When the topical repellent PMD was applied to the exposed limbs of human subjects wearing short untreated clothing, the number of Ae. albopictus and Cx. vishnui (s.l.) landing declined. Several studies have shown the effectiveness of PMD against dengue and malaria vectors [1719, 59]. In Bolivia, PMD in combination with permethrin-treated bed nets decreased malaria incidence [20]. Based on previous studies and the current evaluation, the topical repellent PMD is a good personal protection method for afternoon biting Ae. albopictus mosquitoes. This biodegradable product does not dissolve synthetics and can easily be synthesized using locally available products at low cost. However, as it is less persistent than DEET, it needs more regular re-application. Although PMD provides protection against mosquitoes, like all other topical repellents, user-compliance may limit the control of disease transmission [1315, 60]. Currently, topical repellents may only be important for public health purposes when implemented in a commercial environment, where workers are required to use topical repellent before starting work and there is incentive to re-apply it regularly.

We found that covering the lower legs with permethrin-treated clothing can reduce mosquito-landing rates. Protection is, however, only local, as mosquitoes can still find exposed skin on the hands and head which are not protected by the clothing [29]. It is important to understand if the permethrin-treated clothing also protects the exposed skin next to it, a so-called halo effect. In our study, short permethrin-treated clothing did not result in any additional protection of lower legs. This is contrary to a laboratory study in the US, where exposed skin was also protective against mosquito bites when wearing the permethrin-treated clothing [29]. Correspondingly, in another laboratory study a similar number of Ae. aegypti landed on the arm regardless of whether it was fully or partially covered by permethrin-treated clothing [58]. The halo effect of permethrin-treated clothing may not exist outdoors when there is greater air movement than indoors. More studies are necessary to confirm this.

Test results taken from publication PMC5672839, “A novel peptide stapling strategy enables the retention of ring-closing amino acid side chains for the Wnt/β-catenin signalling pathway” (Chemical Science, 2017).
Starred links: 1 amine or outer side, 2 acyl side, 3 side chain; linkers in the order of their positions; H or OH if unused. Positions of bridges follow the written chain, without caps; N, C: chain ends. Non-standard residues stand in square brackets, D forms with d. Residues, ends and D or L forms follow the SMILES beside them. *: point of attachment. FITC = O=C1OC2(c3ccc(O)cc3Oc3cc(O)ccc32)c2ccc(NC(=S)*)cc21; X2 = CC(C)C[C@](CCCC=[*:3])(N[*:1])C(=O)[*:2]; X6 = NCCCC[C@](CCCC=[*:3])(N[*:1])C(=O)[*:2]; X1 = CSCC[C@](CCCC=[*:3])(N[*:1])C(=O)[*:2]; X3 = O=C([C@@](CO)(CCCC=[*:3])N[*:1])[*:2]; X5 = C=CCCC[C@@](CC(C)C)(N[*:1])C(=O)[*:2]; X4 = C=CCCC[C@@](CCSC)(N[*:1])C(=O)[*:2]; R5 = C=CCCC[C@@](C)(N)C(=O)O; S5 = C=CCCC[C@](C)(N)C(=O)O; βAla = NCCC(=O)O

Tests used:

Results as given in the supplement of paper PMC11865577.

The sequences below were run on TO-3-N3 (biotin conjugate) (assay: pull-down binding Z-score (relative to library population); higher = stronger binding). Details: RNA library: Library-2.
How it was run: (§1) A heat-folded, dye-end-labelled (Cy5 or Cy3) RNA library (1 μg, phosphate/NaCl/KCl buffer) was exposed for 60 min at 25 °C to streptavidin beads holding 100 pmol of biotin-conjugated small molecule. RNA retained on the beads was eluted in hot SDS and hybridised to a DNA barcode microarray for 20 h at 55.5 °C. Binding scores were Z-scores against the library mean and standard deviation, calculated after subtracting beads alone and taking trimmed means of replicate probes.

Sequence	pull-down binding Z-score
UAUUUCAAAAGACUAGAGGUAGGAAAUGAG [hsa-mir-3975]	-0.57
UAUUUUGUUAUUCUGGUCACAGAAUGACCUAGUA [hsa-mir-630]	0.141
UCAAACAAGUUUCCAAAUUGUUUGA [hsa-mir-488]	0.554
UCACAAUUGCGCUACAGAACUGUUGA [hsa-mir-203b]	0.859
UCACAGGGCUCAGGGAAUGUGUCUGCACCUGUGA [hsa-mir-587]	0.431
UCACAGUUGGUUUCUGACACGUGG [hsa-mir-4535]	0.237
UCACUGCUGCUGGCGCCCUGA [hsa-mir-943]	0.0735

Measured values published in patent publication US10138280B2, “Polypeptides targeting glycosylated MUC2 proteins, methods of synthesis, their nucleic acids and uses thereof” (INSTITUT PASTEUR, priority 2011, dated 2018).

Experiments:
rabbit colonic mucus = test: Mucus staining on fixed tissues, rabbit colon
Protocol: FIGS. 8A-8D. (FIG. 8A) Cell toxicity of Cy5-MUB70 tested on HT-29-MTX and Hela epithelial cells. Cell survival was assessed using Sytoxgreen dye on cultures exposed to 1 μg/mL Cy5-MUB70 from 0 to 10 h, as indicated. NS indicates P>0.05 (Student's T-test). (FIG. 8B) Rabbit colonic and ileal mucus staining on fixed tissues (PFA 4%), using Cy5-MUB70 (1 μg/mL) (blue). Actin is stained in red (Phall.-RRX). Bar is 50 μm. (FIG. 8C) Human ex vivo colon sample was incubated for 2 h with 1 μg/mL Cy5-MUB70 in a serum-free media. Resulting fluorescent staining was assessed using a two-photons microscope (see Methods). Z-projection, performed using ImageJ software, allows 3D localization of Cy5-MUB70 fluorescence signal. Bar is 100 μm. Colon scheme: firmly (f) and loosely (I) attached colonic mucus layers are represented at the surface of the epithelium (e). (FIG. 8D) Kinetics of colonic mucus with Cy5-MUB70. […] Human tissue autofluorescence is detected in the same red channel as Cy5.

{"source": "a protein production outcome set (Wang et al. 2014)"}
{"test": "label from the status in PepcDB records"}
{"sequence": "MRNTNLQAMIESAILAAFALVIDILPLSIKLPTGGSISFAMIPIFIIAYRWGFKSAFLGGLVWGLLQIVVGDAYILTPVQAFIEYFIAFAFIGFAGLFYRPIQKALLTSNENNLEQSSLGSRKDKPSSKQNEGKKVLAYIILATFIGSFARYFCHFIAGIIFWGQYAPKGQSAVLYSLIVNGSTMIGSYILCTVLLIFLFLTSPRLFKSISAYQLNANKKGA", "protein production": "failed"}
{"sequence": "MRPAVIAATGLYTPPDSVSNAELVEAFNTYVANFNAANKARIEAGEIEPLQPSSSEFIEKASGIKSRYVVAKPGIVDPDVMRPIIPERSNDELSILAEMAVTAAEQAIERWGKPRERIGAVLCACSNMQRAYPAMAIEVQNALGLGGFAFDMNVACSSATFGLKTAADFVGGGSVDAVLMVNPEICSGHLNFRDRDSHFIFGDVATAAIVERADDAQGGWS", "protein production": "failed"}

During our study we used mosquito-landing rates as a proxy for mosquito bites, the gold standard for measuring mosquito exposure in the field. The limitation of using landing rates as a proxy is that it does not measure the impact of the physical barrier: thick clothing. Additionally, landing rates do not take into account the possible difference in behaviour between mosquitoes that land on permethrin-treated and untreated fabric. Mosquitoes have been known to persistently try to bite through untreated clothing, while mosquitoes on permethrin-treated clothing may not stay on the material long enough for a successful bite [29]. An experiment in a free-flight room with the same permethrin-treated clothing showed 24% protective efficacy of Ae. aegypti [58]. Biting inhibition was much higher at 91%, due to the permethrin affecting the mosquito motor skills once the mosquitoes landed [58]. It is thus important to note that, although there was no reduction in the number of mosquitoes landing on long untreated clothing, the thick long overalls worn by the participants may have resulted in lower biting rates compared to the short untreated trousers.